3.1 data parameter (mandatory)

The text to store within the QR code (URL encoded, PHP programmers may use urlencode()).

  • Minimal charcount:
    1
  • Maximal charcount:
    Depends on the ecc parameter (the more data redundancy is used, the less characters fit in your QR code) and from other factors, which are too complicated to describe here in a short way. Nevertheless up to 900 characters should work in general.
  • Best practice:
    The shorter the better. Since many older cell phones have problems with QR codes >Version 4 (that means a matrix with 33×33 modules), you should use as little data as possible. We suggest using URL shorteners like bitly for very long URLs. However, industrial scanners should have no problems regarding complex QR codes.

3.2 size parameter (optional)

Specifies the size of the QR code image you want to generate (in px for raster graphic formats like png, gif or jpeg); as logical unit for vector graphics (svg, eps).

  • Format:
    [integer]x[integer]
  • Minimum value:
    10x10
  • Maximal value:
    1000x1000 (if format=png|gif|jpeg|jpg),
    1000000x1000000 (if format=svg|eps)
  • Valid examples:
    50x50
    750x750
  • Invalid examples:
    50x60 (unequal edge length)
    90000x90000 (greater than maximal scale)
    9x9 (smaller than minimal scale)
  • Default (will be used if no or invalid value is set):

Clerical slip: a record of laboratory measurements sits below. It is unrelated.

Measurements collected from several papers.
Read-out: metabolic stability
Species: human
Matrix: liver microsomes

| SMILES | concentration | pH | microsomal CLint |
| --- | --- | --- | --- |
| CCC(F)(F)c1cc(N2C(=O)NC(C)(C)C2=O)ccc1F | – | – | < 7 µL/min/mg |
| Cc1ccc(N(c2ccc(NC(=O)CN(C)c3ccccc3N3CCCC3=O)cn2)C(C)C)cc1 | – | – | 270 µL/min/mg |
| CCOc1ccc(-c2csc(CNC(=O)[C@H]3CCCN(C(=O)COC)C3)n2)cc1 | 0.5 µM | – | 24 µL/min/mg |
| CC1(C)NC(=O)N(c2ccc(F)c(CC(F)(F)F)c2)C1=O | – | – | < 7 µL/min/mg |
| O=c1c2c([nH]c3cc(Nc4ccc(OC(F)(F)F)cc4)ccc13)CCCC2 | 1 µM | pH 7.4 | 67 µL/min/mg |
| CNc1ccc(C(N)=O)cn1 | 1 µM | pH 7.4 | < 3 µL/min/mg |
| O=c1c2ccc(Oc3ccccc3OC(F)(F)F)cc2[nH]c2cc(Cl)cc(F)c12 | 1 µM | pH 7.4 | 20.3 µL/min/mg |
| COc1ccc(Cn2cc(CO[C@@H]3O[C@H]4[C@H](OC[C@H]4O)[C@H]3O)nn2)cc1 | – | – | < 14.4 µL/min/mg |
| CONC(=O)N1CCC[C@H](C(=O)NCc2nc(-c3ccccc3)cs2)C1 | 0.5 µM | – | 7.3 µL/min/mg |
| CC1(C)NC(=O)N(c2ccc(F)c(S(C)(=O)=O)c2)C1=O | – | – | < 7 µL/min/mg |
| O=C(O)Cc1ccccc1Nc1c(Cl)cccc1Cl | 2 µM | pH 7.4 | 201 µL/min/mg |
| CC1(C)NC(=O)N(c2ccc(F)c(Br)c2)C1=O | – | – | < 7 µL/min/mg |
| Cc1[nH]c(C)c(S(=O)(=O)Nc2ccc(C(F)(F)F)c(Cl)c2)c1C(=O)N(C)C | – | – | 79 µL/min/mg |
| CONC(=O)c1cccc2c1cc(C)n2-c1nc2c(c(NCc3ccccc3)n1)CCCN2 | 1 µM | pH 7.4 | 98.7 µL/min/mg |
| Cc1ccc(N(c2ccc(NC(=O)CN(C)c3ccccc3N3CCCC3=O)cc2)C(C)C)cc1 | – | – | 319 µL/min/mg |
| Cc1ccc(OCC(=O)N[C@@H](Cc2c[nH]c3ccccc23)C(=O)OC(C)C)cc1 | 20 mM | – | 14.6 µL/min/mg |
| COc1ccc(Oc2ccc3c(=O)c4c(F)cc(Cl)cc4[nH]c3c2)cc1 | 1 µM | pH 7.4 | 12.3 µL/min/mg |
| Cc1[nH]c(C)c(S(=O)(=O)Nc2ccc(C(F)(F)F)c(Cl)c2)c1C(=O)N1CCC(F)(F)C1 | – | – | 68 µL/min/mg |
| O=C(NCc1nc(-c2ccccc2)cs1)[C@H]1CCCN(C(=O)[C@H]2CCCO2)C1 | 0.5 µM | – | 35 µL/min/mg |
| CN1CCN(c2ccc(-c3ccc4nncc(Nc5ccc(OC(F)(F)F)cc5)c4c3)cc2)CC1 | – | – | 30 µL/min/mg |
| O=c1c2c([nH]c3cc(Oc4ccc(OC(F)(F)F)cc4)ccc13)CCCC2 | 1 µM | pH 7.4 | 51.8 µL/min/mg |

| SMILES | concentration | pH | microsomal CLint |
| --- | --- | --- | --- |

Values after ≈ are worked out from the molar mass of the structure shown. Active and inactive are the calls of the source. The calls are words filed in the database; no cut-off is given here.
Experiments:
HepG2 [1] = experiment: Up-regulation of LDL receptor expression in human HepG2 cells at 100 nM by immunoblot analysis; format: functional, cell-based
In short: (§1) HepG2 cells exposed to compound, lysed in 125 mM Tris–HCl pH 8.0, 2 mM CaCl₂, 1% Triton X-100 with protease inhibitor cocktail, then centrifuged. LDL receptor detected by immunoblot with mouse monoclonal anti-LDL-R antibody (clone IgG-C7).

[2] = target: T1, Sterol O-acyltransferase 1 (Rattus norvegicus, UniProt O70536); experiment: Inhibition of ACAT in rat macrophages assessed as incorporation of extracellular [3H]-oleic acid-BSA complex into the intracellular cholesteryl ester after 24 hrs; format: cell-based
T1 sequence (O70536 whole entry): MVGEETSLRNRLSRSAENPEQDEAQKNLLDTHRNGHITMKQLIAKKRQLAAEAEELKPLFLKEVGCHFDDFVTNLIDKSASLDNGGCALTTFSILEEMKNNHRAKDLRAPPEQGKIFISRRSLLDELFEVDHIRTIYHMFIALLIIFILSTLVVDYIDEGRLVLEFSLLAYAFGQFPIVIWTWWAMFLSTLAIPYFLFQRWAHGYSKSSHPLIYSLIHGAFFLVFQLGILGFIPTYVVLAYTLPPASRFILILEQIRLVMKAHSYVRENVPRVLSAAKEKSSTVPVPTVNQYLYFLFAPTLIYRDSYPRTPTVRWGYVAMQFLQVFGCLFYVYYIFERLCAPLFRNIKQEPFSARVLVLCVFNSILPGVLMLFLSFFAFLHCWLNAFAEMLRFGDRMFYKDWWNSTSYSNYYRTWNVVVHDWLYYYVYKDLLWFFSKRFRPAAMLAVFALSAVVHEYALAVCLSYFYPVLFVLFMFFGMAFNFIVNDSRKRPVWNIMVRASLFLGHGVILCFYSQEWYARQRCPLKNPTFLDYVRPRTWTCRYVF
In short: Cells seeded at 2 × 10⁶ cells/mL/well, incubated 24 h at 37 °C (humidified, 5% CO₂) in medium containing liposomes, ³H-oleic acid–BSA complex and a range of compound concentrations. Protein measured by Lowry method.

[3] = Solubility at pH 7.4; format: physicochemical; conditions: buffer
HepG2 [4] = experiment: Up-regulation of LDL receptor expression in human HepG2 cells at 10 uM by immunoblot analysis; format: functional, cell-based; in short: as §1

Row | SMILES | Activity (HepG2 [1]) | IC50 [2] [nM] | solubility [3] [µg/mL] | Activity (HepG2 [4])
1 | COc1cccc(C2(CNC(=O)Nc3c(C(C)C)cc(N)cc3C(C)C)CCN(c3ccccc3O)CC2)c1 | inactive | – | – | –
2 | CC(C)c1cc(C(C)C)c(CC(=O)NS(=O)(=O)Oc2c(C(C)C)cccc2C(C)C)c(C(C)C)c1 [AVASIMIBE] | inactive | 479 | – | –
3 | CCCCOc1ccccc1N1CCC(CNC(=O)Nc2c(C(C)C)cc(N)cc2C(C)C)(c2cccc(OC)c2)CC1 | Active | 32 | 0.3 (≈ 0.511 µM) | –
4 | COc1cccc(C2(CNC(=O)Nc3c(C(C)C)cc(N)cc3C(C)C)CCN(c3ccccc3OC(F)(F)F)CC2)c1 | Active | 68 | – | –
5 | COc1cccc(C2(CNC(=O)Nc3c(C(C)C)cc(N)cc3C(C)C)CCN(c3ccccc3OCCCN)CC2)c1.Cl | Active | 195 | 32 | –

200x200

3.3 charset-source parameter (optional)

Specifies the charset the text submitted via data parameter is encoded in. Note: you don't have to care about converting your data if charset-source and charset-target got different values, the API does all the needed work automatically.

  • Possible values:
    ISO-8859-1
    UTF-8
  • Invalid examples:
    utf-8 (wrong notation, everything lowercase instead of uppercase)
    iso-8859-1 (wrong notation, everything lowercase instead of uppercase)
  • Default (will be used if no or invalid value is set):
    UTF-8

3.4 charset-target parameter (optional)

Specifies the charset to encode the text submitted via data parameter with, before storing it within the QR code. Note: you don't have to care about converting your data if charset-source and charset-target got different values, the API does all the needed work automatically.